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Tokoname Black Teapot with Nailhead Design


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Made in Tokoname, Japan
Unglazed clay
Potter: Sekisui INABA
Strainer: Clay ball-strainer
Packaging: Paper box
Height: 2.9″ (to top of lid)
Functional capacity: 6 oz / 175 ml


Tokoname has been a center of ceramic production since the 12th century and is, along with the kilns at Seto, Shigaraki, Echizen, Tanba, and Bizen, one of the oldest pottery production sites in Japan. Fortunately for those of us who are clay collectors, many pottery artisans in Tokoname have been honing their skills from a young age, and have now matured into their role as a clay master.


Tokoname clay is instantly recognizable for its thin body and smooth surfaces, as well as the hardness of the clay. Today, some artists are blending-in a small proportion of other ‘secret ingredient’ clay from protected sources, or adding grit to the clay to achieve a different appearance in some of their teaware. But all of these teawares resonate as Tokoname because of the spirit of the potters and that the overall style of Tokoname prevails.


img-more_tok_clean Learn more about Tokoname clay teapots

Measuring in at 4 inches across, this adorable teapot is small enough to fit in the palm of your hand, yet, due to its bulbous shape, boasts a functional capacity of 6 oz.  The reddish-brown, raised “dots” or hobnail pattern that cover the body of this pot stand out wonderfully against the matte black color of the  teapot’s body.  Although it may appear to be painted on, the red-brown color is actually the natural color of the unfired clay.  The dark black color present on the the majority of the pot is a result of the firing process.  After Sekisui fired this teapot, he scraped away and polished the surface of the hobnail pattern to reveal the lovely natural color of the clay.  In creating this wonderful teapot, Sekisui seems to have drawn inspiration from traditional Japanese cast iron teapots and kettles.  Many cast iron teapots feature similar body shapes and decorations.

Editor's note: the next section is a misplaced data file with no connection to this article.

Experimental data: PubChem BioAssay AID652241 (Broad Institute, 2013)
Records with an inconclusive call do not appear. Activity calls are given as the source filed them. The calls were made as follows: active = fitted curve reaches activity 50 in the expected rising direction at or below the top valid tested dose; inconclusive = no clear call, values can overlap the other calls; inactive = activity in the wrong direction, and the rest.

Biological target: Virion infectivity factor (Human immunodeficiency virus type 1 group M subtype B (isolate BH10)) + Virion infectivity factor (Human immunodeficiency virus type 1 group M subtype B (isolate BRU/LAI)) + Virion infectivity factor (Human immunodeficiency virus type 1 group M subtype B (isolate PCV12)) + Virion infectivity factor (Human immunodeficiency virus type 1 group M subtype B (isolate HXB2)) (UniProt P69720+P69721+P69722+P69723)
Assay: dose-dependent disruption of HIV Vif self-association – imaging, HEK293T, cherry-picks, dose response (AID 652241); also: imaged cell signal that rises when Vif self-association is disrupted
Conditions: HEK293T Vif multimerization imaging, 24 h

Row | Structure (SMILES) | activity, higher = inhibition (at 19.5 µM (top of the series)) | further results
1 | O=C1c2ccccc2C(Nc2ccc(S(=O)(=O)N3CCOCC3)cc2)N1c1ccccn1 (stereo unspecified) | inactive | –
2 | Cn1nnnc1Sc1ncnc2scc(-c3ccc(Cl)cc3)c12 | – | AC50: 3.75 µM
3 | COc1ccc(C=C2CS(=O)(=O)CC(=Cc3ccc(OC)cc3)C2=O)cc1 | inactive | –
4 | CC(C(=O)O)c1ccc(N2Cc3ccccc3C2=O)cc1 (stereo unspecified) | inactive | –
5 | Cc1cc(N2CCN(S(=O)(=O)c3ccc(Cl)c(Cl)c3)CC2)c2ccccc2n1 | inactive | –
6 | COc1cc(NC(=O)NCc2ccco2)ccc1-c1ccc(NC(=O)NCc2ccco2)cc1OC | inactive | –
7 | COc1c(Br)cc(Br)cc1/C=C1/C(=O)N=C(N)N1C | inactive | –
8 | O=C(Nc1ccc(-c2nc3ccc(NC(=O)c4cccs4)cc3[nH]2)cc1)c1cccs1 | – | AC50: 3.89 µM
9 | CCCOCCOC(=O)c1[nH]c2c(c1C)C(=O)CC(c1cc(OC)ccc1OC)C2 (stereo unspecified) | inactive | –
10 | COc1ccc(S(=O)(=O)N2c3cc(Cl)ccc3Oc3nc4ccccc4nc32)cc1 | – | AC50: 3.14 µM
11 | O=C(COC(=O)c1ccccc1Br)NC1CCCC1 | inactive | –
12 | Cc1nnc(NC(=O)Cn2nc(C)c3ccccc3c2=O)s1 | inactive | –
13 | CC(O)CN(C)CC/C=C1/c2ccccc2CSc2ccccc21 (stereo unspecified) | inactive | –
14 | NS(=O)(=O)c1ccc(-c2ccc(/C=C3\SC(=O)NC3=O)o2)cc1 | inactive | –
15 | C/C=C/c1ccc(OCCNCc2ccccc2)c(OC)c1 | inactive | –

The walls of this teapot are substantial and the teapot has a nice heft to it.   The spout and the handle have the appearance of being ‘stitched’ onto the body of the pot, a clever way to make us realize that these pieces have been “fused” one to the other.   On the lid, Sekisui has twisted a small strip of clay into a distinctive and easy-to-grasp ‘loop’ handle.  These small touches combine to create quite an exceptional teapot.

Please Note:
This is a handmade item – slight variations in the painting, colors, tooling, patterning and kiln effects of Chinese and Japanese tea wares are to be expected. We have carefully photographed this item as best as possible – please be aware that different device screens can render colors and subtle tones slightly differently.

Want to know more?

img-more_tok_clean How to Clean a Tokoname Teapot

img-more_capacity How We Determine the Size & Capacity of our Teawares